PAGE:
Our means of communication have come a long way over the past few decades. Landlines are being replaced by cell phones, and whether it is through a phone call, an email or a text message the variety of ways we now have to communicate with one another is quite astounding. These days, sending a text message has become just another everyday activity performed by individuals many times a day across Minnesota. However, there is one instance in which it is just about never a good idea to send or receive a text message: while driving.
In fact, Minnesota Statutes section 169.475 addresses the use of a wireless communication device while driving. Per this statute, a person cannot drive while using a wireless communication device to write, send or read an electronic message. For the purposes of this statute, an electronic message includes text messages, emails, instant messages or a command to use the Internet. However, this list is not all-inclusive; there could be other types of electronic messages not listed.
There are some exceptions however. One exception is if the driver is solely using the wireless communication device in a hands-free or voice-activated mode. Another exception is for making a simple cell phone call. A third exception is if the driver is trying to contact emergency help or in some reasonable way believes his or her life is in imminent danger. A final exception is for those in authorized emergency vehicles who are using a wireless communication device during the course of their official duties.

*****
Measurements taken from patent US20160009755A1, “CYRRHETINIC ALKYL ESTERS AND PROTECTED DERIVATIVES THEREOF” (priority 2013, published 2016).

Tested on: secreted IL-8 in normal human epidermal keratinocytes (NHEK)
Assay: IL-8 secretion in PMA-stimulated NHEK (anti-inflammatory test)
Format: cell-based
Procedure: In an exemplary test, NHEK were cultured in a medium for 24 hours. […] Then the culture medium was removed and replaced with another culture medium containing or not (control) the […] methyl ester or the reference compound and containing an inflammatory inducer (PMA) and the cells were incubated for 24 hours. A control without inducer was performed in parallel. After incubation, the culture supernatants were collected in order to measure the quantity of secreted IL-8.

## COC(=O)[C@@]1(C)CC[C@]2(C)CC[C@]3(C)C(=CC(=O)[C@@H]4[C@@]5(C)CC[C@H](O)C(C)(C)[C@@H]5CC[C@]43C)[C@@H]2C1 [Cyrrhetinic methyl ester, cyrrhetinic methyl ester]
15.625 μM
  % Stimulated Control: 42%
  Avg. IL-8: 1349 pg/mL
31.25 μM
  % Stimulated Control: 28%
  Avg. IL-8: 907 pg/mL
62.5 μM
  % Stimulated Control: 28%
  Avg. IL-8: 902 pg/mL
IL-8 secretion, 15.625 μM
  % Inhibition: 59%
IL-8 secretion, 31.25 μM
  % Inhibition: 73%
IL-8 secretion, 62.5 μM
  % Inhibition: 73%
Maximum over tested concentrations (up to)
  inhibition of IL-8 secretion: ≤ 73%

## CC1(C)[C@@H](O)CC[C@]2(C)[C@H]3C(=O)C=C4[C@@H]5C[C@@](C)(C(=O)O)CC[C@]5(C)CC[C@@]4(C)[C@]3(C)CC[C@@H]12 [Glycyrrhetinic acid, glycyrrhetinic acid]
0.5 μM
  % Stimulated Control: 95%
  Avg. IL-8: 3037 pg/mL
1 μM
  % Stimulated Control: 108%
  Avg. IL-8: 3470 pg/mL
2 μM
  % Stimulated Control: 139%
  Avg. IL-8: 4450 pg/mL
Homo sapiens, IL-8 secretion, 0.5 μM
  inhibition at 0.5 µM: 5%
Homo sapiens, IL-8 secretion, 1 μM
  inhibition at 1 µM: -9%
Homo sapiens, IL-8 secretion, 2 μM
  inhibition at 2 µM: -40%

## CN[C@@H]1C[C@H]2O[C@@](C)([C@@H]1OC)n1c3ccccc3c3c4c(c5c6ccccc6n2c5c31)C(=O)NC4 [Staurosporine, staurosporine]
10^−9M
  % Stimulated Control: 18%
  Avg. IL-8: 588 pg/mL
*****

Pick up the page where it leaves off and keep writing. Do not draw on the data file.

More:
You may think it only takes a moment to send a text message. However, taking your eyes off the road for any period of time could lead to a car accident that injures or kills another individual. Those who have been injured in car accidents caused by distracted drivers who were texting and driving may want to discuss their situation with an attorney, to determine if they can take legal action against the responsible party.